August 17, 2005 



Our third consecutive "number" cover finshes a series. The numbers 5-2-3 represent our new building's address and the printing plates from them will be used as our street numbers on Broad Street. While we did commission works, all three will still be sold at the original cover auction in November. Over the next several weeks, the outside of our building at 6th and Main will be transformed with paint, a metallic shell and a new sign. We can't wait.


The Snake River Alliance would like to thank the more than 1,000 people who attended Department of Energy (DOE) hearings across Idaho and Wyoming. The DOE's plan to turn Idaho into the plutonium production capital of the U.S. is dangerous and fraught with community and worker safety concerns.

Despite continued assurances from the DOE, Plutonium-238 is dangerous and the form the DOE wants to use is the most dangerous to workers and communities. Since our government began plutonium production, a facility has yet to be built that can safely contain plutonium and protect public health.

While the DOE claims it has nearly a half-century of experience to learn from, as recently as this year, workers have been contaminated or carried contamination home to their families from DOE sites. The real lesson learned is that plutonium is a boomerang and it will always come back to bite us.

Idahoans have stopped dirty and dangerous projects before, and we will again. Please continue to get informed and active and consider submitting public comments to DOE by August 29. To learn more about plutonium in Idaho, visit

Thanks again for saying NO to plutonium and YES to a clean and safe Idaho.

-Jeremy M. Maxand,

executive director,

Snake River Alliance


Idaho is seeing its fifth property tax revolt in 27 years and the primary reason is the same as the reason for the previous four. Residential taxable values and taxes are rising much faster than the rate of total property tax collections.

This happens because homes are assessed on "market value," what they would sell for in the market. Different methods are used for other kinds of property, methods that discount the value of the property in relation to the method used for homes.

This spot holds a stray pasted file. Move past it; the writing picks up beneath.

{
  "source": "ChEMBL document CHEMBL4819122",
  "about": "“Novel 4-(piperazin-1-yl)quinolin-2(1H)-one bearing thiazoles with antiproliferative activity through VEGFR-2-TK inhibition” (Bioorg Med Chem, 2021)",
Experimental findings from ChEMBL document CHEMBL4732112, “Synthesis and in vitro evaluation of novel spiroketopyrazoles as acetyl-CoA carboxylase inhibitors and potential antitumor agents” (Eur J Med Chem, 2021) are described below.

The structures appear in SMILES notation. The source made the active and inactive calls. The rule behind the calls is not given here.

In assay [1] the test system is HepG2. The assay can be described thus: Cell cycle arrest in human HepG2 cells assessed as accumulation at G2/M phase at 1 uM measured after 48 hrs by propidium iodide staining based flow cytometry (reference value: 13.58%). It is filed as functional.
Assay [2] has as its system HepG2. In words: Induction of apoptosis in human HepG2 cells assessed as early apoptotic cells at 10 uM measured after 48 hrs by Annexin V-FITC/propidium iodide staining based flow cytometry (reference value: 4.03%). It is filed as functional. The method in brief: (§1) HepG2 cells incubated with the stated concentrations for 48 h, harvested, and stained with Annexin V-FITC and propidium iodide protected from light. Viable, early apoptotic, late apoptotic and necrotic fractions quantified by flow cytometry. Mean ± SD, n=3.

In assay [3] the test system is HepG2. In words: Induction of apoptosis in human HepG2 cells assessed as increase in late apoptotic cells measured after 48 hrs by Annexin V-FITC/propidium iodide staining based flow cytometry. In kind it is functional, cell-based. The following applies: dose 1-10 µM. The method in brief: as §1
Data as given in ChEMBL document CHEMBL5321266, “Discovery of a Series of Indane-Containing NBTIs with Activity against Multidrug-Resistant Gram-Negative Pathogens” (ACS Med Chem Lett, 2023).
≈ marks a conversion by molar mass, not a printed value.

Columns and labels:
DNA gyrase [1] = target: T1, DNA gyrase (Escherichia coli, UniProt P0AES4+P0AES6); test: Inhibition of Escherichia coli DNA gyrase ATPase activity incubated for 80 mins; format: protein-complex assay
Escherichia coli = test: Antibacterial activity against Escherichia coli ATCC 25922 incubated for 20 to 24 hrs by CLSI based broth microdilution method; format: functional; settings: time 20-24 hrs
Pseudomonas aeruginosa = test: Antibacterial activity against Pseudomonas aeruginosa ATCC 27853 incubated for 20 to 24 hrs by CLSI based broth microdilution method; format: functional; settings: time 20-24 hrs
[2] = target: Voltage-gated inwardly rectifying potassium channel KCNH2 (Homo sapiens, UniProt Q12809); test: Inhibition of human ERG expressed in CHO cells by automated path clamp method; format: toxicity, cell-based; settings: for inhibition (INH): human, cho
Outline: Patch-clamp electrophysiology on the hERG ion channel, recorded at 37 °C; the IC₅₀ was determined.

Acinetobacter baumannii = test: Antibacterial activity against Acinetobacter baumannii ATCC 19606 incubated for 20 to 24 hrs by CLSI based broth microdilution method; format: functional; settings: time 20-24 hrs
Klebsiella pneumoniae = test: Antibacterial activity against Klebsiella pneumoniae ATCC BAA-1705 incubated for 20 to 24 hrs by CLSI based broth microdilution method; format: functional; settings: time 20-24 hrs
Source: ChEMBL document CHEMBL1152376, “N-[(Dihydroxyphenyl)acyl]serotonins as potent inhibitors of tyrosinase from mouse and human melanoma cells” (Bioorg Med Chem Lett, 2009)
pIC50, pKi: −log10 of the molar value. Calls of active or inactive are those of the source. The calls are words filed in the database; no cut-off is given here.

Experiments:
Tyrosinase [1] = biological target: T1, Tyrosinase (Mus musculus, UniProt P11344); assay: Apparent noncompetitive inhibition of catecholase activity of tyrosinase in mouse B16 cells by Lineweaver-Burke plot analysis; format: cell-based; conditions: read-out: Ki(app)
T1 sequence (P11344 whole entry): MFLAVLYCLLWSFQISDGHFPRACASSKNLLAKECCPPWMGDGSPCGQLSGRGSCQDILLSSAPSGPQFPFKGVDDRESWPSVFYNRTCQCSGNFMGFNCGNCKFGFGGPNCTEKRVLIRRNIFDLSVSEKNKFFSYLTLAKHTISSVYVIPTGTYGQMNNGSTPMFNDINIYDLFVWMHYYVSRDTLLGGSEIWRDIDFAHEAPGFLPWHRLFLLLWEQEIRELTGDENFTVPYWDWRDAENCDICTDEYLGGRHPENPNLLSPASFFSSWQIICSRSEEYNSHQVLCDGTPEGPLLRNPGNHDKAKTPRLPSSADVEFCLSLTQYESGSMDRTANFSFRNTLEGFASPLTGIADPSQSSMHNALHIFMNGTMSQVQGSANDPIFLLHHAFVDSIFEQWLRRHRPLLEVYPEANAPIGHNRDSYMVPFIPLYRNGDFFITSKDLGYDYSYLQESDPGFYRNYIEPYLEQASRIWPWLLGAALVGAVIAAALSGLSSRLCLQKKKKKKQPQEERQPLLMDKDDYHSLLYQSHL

• In the last five years, residential taxes have risen 49 percent, while total property taxes are up 33 percent and total non-residential taxes 13 per cent. Residential taxes have risen 50 percent faster than tax collections and nearly four times as fast as non-residential taxes.

• Since 1990, with Idaho's population growing 38.5 percent, total residential taxes are up 224 percent. Total taxes are up 147 percent and non-residential taxes 80 percent.

• In 2004 total residential taxes increased $65 million, 10 per cent, while total non-residential taxes went down. Since 2000 the residential tax increase equals 85 per cent of the total increase.

In 1978, when residential taxes were shooting up, a special property tax committee concluded that the "market value" method unfairly inflates the taxable value of residential property. That committee called for a residential exemption to "mitigate the inequities."

The Legislature didn't enact a residential exemption. Later that year voters approved a 1 percent initiative. Responding to the initiative, the Legislature took steps to curb property taxes and diverted $25 million in state revenue to replace a portion of local levies.

Residential taxpayers didn't receive their share of the property tax relief because taxable values of homes continued to rise.

In 1982, voters approved a residential exemption initiative, 50 percent of the value of the house but not the lot, up to $50,000. The Legislature amended it to limit the exemption to owner-occupied homes.

The homeowner exemption restored balance to the tax system and allowed homeowners to share in the tax relief provided with state dollars.

However, with values rising rapidly in the 1990s, it became apparent that the $50,000 upper limit was too little. Bills to expand the exemption or to let it grow with inflation, were killed in legislative committee. More state money was diverted for school levy replacement, but taxes on homes continued to rise with increasing taxable value.

Now 40 percent of homeowners have "topped out" the $50,000 upper limit. They see the value of the homeowner exemption shrink each year, while their taxes rise at a faster rate. None of the increased assessed value is exempt.

There are no limits on the discounts given other kinds of property in the methods used to assess those properties, compared to the market value method for homes.

Residential rentals in complexes of five units or more are assessed as commercial property, based on income. Values and taxes are typically less than for similar rentals, homes through fourplexes, that are treated by assessors as residential property. In Ada County, they are 30 to 40 percent less.

An obvious solution to excess inflation in taxable value is to expand the homeowner exemption. This would not require increases in sales or income taxes to replace lost property tax revenue, as would be necessary with a 1 percent limit. Homeowners should not have to pay added taxes to restore balance to the tax system.

Another solution would be to treat homes the same as residential rentals that are classed as commercial. Assess homes on the basis of possible rental income. Values and taxes would grow more slowly. The income approach is used for most commercial property and for farm land. It could be used for homes.

-Ken Robison, Boise

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